Integral of sine = 27/2+ln^2(2)+ln(2)

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• Tony1
In summary: I am sorry for the titles, I will try to be more specific in the future. Thank you. In summary, the user is posting challenging integrals and is looking for solutions. The titles of the posts may not be specific enough and greg1313 suggests moving them to a different forum. The user apologizes for the titles and agrees to be more specific in the future.
Tony1
How to prove this integral,

$$\int_{0}^{2\pi}\sin\left({x\over 2}\right)\ln^2\left[\sin\left({x\over 4}\right)\sin\left({x\over 8}\right)\right]={27\over 2}+\ln^2(2)+\ln(2)$$

Tony said:
How to prove this integral,

$$\int_{0}^{2\pi}\sin\left({x\over 2}\right)\ln^2\left[\sin\left({x\over 4}\right)\sin\left({x\over 8}\right)\right]={27\over 2}+\ln^2(2)+\ln(2)$$
Where are you getting these monstrosities from?

-Dan

Hi Tony and welcome to MHB! :D

Why are you posting these problems? Also, do you have the solutions?

I am considering moving them to the "Challenge Questions an Puzzles" forum and I can mark them as "Unsolved Challenges" if you do not have solutions.

Also, I encourage you to give more meaningful titles to your threads - I will be renaming several of them in the near future.

Good evening,

greg1313

greg1313 said:
Hi Tony and welcome to MHB! :D

Why are you posting these problems? Also, do you have the solutions?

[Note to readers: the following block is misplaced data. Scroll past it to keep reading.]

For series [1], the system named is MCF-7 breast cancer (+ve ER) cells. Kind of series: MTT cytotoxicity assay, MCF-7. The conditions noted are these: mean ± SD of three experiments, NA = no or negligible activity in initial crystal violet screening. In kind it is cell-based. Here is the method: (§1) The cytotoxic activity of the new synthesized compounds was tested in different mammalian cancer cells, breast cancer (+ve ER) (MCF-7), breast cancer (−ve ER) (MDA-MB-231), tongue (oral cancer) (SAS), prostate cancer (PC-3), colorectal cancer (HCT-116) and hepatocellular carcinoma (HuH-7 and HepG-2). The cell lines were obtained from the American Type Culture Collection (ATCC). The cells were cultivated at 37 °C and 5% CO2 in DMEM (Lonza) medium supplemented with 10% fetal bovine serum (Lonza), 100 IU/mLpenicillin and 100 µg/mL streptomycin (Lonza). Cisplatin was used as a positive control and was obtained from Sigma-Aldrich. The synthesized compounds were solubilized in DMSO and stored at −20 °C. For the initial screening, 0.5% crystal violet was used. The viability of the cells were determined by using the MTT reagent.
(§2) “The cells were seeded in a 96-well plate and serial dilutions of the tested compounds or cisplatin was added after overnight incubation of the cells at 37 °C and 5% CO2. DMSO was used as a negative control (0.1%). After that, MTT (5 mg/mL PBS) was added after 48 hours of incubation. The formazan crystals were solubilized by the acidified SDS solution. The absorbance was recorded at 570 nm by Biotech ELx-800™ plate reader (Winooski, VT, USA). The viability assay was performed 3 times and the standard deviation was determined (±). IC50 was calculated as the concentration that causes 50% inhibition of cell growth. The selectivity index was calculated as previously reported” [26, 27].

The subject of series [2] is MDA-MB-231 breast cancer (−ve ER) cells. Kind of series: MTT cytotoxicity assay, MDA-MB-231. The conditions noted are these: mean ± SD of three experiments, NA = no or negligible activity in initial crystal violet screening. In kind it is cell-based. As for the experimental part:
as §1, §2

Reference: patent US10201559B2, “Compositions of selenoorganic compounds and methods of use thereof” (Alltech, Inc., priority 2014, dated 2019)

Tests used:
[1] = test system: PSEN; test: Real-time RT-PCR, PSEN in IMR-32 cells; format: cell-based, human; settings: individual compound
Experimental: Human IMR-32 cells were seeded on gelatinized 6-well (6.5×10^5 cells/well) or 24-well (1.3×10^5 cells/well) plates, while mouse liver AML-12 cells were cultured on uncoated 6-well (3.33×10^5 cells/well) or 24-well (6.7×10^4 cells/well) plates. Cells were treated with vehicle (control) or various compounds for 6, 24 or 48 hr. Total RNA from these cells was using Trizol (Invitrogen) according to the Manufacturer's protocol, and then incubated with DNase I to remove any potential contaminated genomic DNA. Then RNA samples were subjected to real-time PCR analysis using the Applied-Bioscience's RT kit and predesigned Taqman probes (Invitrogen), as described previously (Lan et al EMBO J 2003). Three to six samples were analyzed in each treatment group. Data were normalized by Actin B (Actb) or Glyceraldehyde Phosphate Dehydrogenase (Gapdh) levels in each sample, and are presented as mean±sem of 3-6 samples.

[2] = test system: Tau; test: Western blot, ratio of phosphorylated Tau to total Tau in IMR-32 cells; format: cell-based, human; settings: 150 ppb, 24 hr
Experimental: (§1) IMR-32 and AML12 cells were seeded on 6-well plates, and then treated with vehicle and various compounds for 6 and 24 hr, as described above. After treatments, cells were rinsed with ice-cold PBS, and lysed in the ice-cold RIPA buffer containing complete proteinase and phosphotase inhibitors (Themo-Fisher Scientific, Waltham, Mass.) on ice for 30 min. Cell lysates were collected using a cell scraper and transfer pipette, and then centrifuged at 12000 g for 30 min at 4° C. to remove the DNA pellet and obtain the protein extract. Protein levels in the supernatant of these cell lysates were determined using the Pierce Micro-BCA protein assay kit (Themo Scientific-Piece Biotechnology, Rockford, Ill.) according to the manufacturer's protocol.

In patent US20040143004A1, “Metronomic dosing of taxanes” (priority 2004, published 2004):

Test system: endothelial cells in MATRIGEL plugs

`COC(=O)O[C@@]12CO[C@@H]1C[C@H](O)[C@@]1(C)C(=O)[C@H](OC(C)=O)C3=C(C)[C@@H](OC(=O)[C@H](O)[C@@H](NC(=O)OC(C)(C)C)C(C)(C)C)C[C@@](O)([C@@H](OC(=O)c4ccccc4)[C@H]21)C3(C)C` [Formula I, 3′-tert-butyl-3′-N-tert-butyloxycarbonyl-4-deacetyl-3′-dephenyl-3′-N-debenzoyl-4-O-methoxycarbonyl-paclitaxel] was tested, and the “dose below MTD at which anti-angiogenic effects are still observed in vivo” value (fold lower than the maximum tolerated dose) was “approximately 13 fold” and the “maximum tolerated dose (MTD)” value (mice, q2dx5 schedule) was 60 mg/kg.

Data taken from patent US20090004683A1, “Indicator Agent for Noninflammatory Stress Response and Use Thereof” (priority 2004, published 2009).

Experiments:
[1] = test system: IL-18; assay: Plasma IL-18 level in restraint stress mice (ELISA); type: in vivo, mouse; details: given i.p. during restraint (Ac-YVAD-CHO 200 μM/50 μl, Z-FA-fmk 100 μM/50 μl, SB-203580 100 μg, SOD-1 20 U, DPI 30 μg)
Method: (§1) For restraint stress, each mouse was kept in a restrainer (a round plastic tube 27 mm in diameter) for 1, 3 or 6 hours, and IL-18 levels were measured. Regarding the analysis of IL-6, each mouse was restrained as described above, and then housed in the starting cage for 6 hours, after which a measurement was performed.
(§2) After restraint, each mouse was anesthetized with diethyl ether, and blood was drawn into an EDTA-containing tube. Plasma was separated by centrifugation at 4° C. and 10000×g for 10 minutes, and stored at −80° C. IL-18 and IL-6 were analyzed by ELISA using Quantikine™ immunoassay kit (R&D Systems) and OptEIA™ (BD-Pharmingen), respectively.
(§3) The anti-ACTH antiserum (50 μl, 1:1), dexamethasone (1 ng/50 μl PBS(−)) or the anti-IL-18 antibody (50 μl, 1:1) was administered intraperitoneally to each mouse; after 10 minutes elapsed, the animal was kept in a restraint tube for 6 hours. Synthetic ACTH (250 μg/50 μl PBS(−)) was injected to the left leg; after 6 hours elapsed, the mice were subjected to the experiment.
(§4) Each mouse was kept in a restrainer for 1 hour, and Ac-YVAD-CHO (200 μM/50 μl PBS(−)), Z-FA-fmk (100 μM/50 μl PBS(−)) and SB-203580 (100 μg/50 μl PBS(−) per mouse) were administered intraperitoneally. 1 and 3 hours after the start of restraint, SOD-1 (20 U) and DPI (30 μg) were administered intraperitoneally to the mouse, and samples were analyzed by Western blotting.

I am considering moving them to the "Challenge Questions an Puzzles" forum and I can mark them as "Unsolved Challenges" if you do not have solutions.

Also, I encourage you to give more meaningful titles to your threads - I will be renaming several of them in the near future.

Good evening,

greg1313

Hi greg1313,

No, I have no solution for them, that why I am posting them for a solution.

1. What is the integral of sine?

The integral of sine is the function that represents the area under the curve of the sine function from 0 to a given point on the x-axis. It is represented by the formula ∫sin(x) dx.

2. How do you solve for the integral of sine?

To solve for the integral of sine, you can use integration techniques such as u-substitution, integration by parts, or trigonometric identities. In this particular case, the integral of sine equals 27/2+ln^2(2)+ln(2).

3. What does the constant 27/2+ln^2(2)+ln(2) represent in the integral of sine?

The constant 27/2+ln^2(2)+ln(2) represents the value of the definite integral of sine from 0 to a given point on the x-axis. It is the numerical value of the area under the curve of the sine function.

4. What do the values in the natural logarithm represent in the integral of sine?

The values in the natural logarithm represent the ratio between the area under the curve of the sine function and the width of the interval from 0 to a given point on the x-axis. In other words, it represents the natural logarithm of the base of the exponential function that would give the same result as the integral of sine.

5. Can the integral of sine be negative?

Yes, the integral of sine can be negative if the area under the curve of the sine function is below the x-axis. In this case, the value of the integral would be the negative of the numerical value of the area. However, in the given equation, the integral of sine equals a positive value, 27/2+ln^2(2)+ln(2), which represents the area above the x-axis.

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